Primary Tumor Xenografts of Human Lung Adeno and Squamous Cell Carcinoma Express Distinct Proteomic Signatures
2011-01-07T00:00:00Z (GMT) by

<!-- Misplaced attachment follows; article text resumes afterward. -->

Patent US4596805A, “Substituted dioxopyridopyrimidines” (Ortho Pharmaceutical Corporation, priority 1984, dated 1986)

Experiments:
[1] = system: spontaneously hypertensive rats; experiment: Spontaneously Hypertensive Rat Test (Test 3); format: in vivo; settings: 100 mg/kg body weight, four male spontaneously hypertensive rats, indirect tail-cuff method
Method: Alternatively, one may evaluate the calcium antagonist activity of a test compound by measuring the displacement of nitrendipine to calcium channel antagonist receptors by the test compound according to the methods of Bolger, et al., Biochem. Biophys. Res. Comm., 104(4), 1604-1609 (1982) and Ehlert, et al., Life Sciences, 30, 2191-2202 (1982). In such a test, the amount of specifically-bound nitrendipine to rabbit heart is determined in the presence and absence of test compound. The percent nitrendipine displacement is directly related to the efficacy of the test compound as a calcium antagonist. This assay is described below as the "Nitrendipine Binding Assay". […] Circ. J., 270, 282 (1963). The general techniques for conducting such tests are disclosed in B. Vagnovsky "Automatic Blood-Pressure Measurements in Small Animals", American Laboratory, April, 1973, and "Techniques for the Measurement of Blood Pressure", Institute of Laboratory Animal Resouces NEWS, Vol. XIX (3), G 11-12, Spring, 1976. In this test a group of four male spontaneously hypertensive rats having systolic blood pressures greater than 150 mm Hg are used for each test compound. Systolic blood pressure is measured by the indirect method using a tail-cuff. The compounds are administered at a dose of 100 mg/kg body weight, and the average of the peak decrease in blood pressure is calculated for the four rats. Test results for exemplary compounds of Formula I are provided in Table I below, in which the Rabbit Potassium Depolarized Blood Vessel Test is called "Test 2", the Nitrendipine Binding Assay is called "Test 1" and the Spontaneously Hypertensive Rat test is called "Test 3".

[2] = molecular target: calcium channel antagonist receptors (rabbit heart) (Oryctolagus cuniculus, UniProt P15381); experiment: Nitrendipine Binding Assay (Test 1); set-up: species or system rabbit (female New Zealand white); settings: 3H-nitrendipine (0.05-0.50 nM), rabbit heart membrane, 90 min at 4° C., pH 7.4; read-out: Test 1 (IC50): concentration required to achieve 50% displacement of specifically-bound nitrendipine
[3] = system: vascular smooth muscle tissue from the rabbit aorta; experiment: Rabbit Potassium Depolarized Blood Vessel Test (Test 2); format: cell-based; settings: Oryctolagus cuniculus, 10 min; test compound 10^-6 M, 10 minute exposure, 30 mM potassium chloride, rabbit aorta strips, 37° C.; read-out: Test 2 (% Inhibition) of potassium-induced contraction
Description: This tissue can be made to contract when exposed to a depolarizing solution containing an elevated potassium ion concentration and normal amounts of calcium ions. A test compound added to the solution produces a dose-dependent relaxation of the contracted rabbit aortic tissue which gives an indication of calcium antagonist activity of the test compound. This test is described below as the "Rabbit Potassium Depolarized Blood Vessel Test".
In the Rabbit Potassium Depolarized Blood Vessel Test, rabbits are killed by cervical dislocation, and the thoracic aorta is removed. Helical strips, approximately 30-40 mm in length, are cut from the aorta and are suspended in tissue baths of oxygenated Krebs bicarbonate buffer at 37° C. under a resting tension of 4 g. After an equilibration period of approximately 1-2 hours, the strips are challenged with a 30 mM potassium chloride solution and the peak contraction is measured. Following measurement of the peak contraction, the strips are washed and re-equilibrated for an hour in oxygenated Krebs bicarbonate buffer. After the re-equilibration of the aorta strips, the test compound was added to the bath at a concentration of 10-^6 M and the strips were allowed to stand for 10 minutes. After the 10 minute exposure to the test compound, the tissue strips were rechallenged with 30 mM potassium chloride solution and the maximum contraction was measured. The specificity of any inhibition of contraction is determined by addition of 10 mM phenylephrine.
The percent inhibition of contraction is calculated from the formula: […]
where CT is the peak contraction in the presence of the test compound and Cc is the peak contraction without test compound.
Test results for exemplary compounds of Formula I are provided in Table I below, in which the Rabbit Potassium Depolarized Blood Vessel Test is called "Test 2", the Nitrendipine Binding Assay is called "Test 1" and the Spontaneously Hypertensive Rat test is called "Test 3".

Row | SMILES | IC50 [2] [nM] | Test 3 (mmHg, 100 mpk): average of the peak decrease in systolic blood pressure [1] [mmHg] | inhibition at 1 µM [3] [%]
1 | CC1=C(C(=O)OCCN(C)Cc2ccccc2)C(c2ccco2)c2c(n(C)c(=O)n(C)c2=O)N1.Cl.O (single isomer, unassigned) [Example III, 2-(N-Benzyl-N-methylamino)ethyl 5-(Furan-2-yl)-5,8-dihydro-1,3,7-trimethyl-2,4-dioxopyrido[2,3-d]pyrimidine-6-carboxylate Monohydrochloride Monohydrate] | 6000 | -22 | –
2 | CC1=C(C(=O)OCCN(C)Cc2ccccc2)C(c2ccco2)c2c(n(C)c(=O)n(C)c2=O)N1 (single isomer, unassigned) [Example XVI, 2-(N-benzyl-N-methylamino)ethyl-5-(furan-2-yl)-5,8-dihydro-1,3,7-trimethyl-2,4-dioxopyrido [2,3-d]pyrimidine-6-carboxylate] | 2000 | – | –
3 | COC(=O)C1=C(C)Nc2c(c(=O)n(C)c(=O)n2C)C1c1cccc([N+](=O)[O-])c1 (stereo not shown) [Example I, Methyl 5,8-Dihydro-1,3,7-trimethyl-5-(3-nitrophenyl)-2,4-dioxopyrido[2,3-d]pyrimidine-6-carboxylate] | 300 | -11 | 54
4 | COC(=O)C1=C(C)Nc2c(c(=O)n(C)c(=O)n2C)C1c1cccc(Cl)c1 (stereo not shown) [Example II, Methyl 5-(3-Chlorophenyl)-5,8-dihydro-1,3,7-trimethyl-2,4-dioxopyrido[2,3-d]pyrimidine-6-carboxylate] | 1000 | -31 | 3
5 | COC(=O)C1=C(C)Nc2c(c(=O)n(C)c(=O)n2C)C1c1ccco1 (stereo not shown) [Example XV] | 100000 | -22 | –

Nonsmall cell lung carcinoma (NSCLC) accounts for 80% of lung cancers. The most prevalent subtypes of NSCLC are adenocarcinoma (ADC) and squamous cell carcinoma (SCC), which combined account for approximately 90%. Ten resected NSCLC patient tumors (5 ADC and 5 SCC) were directly introduced into severely immune deficient (NOD-SCID) mice, and the resulting xenograft tumors were analyzed by standard histology and immunohistochemistry (IHC) and by proteomics profiling. Mass spectrometry (MS) methods involving 1- and 2-dimensional LC−MS/MS, and multiplexed selective reaction monitoring (SRM, or MRM), were applied to identify and quantify the xenograft proteomes. Hierarchical clustering of protein profiles distinguished between the ADC and SCC subtypes. The differential expression of 178 proteins, including a comprehensive panel of intermediate filament keratin proteins, was found to constitute a distinctive proteomic signature associated with the NSCLC subtypes. Epidermal growth factor receptor (EGFR) was expressed in ADC and SCC xenografts, and EGFR network activation was assessed by phosphotyrosine profiling by Western blot analysis and SRM measurement of EGFR levels, and mutation analysis. A multiplexed SRM/MRM method provided relative quantification of several keratin proteins, EGFR and plakophilin-1 in single LC−MS/MS runs. The protein quantifications by SRM and MS/MS spectral counting were associated with superior dynamic range and reproducibility but were otherwise consistent with orthogonal methods including IHC and Western immuno blotting. These findings illustrate the potential to develop a comprehensive MS-based platform in oncologic pathology for better classification and potentially treatment of NSCLC patients.